George Harrison, “The Inner Light (alt. take)” from The Apple Years (2014): One Track Mind

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Certainly, we expected to gain new insights from George Harrison’s early solo work via The Apple Years 1968-75. But there’s also something to be learned about his time in the Beatles.

Because Harrison was at work on 1968’s utterly gorgeous “The Inner Light” during the sessions for his own Wonderwall Music album, there’s an early instrumental take to enjoy from his stand-alone b-side for the Beatles’ “Lady Madonna.” One of Harrison’s most successful marriages of raga and rock, “The Inner Light” was recorded in India with a group of local musicians. This fascinating, newly unearthed recording provides us with unique insight into the role Harrison played in constructing the drone-like backing track, as we hear him discussing the song before they commence playing.

The take was recorded in January of 1968 at EMI’s Bombay studio, featuring the sarod, pakhavaj, shehnai and harmonium — rather than the then-more-familiar Harrison favorites like tamboura and sitar. That gave “The Inner Light,” another ground-breaking moment in what we’d come to know as “world music,” this exciting new texture.

Harrison later added a lyric based on Tao Te Ching, overdubbing his voice back at Abbey Road in early February. Background vocals from John Lennon and Paul McCartney were flown in toward the end of the released track. This would be the first time a Harrison song appeared on a single by the Beatles — presaging a series of songwriting triumphs to come.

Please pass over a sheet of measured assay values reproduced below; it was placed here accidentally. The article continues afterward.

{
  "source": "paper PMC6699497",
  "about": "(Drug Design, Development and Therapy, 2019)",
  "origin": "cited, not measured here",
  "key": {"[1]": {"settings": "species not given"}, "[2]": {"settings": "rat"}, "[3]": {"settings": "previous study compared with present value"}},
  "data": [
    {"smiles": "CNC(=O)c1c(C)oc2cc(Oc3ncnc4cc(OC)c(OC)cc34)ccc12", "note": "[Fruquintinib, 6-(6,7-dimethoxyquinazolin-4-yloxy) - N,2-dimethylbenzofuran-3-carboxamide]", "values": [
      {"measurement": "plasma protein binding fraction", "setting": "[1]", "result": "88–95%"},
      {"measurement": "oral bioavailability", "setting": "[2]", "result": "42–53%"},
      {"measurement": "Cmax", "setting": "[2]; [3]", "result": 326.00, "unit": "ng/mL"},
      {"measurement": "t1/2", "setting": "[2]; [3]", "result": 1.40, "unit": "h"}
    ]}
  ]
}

The 6CD/1DVD ‘The Apple Years 1968-75’ set is due September 23, 2014 via the Universal Music Group. Featured are every one of Harrison’s solo albums from ‘Wonderwall Music’ through 1975’s ‘Extra Texture,’ with lots of tasty extras like this one.

Nick DeRiso

Nick DeRiso

Nick DeRiso has explored music for USA Today, All About Jazz and a host of others. Honored as columnist of the year five times by the Associated Press, Louisiana Press Association and Louisiana Sports Writers Association, he oversaw a daily section named Top 10 in the nation by the AP before co-founding Something Else! Nick is now associate editor of Ultimate Classic Rock.
Nick DeRiso
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